So as far as you're concerned, what justifies payment is that this is the merchandise he has to offer and he gives of his time so that you can turn it into a film, so it's all right to compensate him for it?
Yes. As long as you as the director and he as the participant don't form an employer-employee relationship. The only time I got this wrong was when someone agreed to be filmed in order to get the money. It happened once in the making of the series No Shame (2011). The daughter of scientist parents, a smart girl who got pregnant and wanted to keep the baby against her parents' wishes. She leaves home as a result of the fight with her parents. She moves in with the guy who got her pregnant and she's definitely in some kind of distress – she's only 17. She's going out with a 30-year-old man. But she needed the money. She's pregnant. She didn't want to be filmed, she wanted the money. That put us both in an untenable situation because I had to come up with a story that she didn't want to give me, and the producers paid her, and the result was a conflict between me and my character regarding the story I wanted to tell. For instance, she absolutely refused to confront her parents about what happened. As far as she was concerned the problem was solved, or, actually, solved by not being solved. The producers, in order to tell the story, say: "No way, we have to bring her and her parents together." So they got them together. At the first meeting she refused to talk, she just sat there and didn't say a word. Then you say, "Okay…" "But sweetheart…" and then you get into an unhealthy dialogue based on "I paid you for this." And that mustn't happen. By the way, when you tell your protagonist, "I paid you to get the tears flowing, so you'd better meet with your parents and tell them things you never meant to tell them," that's problematic. Once again, I don't mind persuading my character to do that. But if he doesn't want to, he doesn't want to. I can't hold the money against him. In that instance I had no choice, the forces involved were too strong.
You're describing an interesting situation of pressure from both directions. As you described it, you spoke of yourself in first person as "I, the director" and, you may have noticed, you also spoke of the producers as an extension of yourself.
Yes, in the sense of a system that has to come up with screen-minutes.
And this turns you into a sort of laborer, like the person being filmed?
Yes, yes, a laborer. Totally. A laborer in the sense that when the system pays for a day of shooting it expects you to come up with a predefined product – about eight screen-minutes which they're counting on, I have to come up with 32 minutes total, which means four shooting days per episode.
Do you see yourself differently when you're working on auteur-style films such as "No. 17" (2003), "Nikolai," and "Luxuries" (2011) as opposed to those where your talent, skill and professional reputation are rented out to the corporation you're working for? Does it change how you feel about what's right or wrong to do?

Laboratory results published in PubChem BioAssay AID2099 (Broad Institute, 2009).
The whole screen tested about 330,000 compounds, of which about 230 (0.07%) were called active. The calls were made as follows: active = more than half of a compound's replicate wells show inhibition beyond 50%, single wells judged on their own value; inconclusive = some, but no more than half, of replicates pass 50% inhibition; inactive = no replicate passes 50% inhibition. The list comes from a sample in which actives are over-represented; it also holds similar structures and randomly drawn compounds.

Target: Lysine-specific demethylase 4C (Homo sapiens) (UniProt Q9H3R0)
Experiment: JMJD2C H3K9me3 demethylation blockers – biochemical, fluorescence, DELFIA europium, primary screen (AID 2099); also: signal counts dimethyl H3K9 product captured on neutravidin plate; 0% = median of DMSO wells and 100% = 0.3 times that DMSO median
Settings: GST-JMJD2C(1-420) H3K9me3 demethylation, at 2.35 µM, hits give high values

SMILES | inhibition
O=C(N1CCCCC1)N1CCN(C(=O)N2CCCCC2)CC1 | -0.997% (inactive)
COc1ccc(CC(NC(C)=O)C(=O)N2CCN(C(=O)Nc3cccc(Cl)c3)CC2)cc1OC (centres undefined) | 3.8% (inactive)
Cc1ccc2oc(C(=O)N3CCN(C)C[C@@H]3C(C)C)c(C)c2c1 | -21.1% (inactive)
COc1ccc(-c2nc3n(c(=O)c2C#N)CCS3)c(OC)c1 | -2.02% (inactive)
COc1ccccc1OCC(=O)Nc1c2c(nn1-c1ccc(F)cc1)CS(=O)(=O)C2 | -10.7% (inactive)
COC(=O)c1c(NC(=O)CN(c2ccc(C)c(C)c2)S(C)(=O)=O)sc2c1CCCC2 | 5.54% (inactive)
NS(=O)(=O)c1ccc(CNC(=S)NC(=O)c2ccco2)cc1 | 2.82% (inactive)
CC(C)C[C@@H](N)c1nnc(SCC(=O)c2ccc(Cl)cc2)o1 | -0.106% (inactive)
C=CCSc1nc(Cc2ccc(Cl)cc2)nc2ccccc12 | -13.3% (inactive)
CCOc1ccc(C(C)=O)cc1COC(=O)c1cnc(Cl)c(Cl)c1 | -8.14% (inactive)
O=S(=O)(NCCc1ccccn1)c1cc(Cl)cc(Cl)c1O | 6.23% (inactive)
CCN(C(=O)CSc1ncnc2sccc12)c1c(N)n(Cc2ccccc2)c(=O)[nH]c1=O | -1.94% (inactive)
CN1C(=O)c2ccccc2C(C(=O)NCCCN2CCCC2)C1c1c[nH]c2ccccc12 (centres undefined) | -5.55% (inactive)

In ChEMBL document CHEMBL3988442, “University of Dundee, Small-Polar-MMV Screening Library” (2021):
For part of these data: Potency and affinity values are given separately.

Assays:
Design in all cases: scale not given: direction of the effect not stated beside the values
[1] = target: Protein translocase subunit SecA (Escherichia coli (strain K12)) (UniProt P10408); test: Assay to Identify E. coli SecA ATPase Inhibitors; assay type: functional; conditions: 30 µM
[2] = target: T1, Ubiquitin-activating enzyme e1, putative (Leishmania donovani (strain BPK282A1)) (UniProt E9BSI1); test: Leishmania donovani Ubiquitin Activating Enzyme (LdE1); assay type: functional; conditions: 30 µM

I try not to let it. I have to admit that I see myself as a laborer even when I'm what you call an "auteur." Take Nikolai, for instance – five shooting days in Romania, another three shooting days here, meetings to discuss the budget, defining goals, and I know what I have to do in order to make it all happen. In dramatic productions, too, I really like the restrictions that the producers set for my work.
Do you show the participants the footage before the film is released?
I show it to the people. There are two reasons why I started showing them. There's a point where you want to earn the person's trust. You tell him, "Listen, I'll be with you at the shoot. If something bothered you, or if there's something you said, you're in safe hands. Don't feel like you have to guard your words." I tell him to guard his words as little as possible. On the other hand, I tell him: "I'll give you the opportunity to come to me after the shoot and say, 'This line and that line weren't good'." And this gives him a sense of security. Then, if at the end of the shoot he says "this line wasn't good," and I agree, I'll write it down, and if I don't agree, I believe in my skill as a salesman to sell him the line, to try and explain why it is good. I'll tell you something else that I realized which is very true when it comes to screening a rough cut with the participants: there's one of him and three of me. You see what I mean? I come to the screening with a cameraman, a sound recordist and a producer, and these people I work with are aware of the situation. So if the participant says he doesn't like a line, I'll tell him, "Listen, that line is important." Then he'll say, "I still don't feel right about it," and then I'll ask one of the crew members, "Yossi? Did you hear that? What do you think?" In other words I create a situation in which the participant has a basic right to refuse, but you're clever or sneaky enough to make sure it doesn't happen.